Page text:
Washington: The Biden administration said on Friday that it will review whether the Taliban is reducing violence in line with its position in the Afghanistan peace agreement.
National Security Council spokesperson Emily Horn said that President Joe Biden’s newly appointed national security adviser Jack Sullivan had a conversation with Afghan Foreign Minister Mohammed and “clearly stated that the United States intends to review” the transaction.
Specifically, Washington wants to check that the Taliban is “living up to its commitments to cut ties with terrorist groups, to reduce violence in Afghanistan, and to engage in meaningful negotiations with the Afghan government and other stakeholders,” she said.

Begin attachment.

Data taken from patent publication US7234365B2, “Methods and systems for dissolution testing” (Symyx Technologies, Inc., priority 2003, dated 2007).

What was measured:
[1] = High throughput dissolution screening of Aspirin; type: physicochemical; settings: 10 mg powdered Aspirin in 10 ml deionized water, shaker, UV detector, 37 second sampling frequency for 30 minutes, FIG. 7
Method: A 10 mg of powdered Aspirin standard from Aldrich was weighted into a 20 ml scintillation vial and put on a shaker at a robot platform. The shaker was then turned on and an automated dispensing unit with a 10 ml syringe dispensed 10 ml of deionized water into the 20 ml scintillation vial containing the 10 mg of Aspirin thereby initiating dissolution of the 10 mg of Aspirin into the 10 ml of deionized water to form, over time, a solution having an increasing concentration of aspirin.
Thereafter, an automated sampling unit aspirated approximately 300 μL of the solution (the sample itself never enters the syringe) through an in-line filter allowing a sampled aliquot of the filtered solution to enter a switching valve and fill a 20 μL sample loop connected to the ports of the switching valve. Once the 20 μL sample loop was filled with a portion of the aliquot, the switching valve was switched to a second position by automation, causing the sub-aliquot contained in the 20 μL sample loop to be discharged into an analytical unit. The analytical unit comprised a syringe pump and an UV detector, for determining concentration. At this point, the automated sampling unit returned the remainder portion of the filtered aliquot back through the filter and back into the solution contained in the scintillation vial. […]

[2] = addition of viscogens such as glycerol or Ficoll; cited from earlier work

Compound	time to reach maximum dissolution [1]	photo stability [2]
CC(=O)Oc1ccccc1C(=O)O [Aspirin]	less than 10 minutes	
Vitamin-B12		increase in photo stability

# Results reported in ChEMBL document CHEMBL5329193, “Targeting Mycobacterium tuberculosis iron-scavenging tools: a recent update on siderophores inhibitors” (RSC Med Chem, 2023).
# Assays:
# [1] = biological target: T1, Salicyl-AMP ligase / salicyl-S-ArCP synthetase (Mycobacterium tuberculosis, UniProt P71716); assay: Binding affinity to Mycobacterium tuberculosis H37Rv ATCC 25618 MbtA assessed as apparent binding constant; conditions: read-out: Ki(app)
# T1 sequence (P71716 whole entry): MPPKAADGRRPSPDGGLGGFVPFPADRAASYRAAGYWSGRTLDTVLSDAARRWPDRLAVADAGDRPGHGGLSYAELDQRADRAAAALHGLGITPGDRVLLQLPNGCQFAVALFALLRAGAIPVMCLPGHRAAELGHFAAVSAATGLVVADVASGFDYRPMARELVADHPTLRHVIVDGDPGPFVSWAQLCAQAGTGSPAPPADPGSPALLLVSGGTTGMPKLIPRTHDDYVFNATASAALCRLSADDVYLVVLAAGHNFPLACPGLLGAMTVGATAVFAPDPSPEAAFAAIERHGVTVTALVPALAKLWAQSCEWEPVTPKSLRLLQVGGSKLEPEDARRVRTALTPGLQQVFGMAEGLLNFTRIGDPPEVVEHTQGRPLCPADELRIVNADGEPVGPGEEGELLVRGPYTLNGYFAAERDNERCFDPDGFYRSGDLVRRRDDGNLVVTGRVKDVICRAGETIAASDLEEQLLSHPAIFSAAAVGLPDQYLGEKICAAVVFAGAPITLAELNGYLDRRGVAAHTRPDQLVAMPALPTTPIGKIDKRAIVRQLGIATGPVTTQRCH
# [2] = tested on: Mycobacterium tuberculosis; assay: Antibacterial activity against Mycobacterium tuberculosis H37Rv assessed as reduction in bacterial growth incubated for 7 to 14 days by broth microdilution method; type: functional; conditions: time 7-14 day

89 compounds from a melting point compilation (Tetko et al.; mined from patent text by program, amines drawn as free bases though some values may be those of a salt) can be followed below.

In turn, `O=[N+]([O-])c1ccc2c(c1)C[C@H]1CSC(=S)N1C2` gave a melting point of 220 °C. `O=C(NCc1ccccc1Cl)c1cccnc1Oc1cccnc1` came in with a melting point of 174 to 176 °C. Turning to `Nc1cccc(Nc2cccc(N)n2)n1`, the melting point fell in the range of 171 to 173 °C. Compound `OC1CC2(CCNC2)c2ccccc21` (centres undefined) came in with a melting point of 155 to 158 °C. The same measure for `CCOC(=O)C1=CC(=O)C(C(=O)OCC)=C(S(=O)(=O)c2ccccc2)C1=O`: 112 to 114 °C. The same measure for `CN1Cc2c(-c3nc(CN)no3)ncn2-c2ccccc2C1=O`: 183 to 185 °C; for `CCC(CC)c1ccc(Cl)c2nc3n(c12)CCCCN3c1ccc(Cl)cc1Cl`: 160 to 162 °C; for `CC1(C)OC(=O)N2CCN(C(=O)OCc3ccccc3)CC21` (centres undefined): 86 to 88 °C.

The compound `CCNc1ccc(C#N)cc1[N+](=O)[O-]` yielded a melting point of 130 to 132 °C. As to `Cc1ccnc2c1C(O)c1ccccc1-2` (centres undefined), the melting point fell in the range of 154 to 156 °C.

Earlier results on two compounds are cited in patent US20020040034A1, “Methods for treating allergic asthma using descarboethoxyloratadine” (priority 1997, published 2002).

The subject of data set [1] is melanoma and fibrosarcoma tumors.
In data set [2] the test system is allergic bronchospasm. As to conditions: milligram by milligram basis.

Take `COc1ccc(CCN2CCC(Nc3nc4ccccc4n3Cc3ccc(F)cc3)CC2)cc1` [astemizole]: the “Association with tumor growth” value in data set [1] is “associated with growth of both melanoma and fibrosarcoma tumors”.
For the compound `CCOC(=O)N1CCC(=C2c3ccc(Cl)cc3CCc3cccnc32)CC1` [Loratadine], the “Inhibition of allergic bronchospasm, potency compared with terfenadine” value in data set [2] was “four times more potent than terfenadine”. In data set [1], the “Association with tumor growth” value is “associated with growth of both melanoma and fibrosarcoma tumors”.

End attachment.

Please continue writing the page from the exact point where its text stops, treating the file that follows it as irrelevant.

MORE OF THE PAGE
“Sullivan underscored that the US will support the peace process with a robust and regional diplomatic effort, which will aim to help the two sides achieve a durable and just political settlement and permanent ceasefire,” she said.
Sullivan also discussed “the United States support for protecting the extraordinary gains made by Afghan women, girls and minority groups as part of the peace process.”
On Tuesday, Biden s nominee for secretary of state, Antony Blinken, told his Senate confirmation hearing that “we want to end this so-called forever war.”
In the agreement signed in Doha, the United States stated that it would withdraw all its troops from Afghanistan by May 2021, and the Taliban vowed not to allow extremists to move from Afghanistan, even though the organization continued to attack government forces.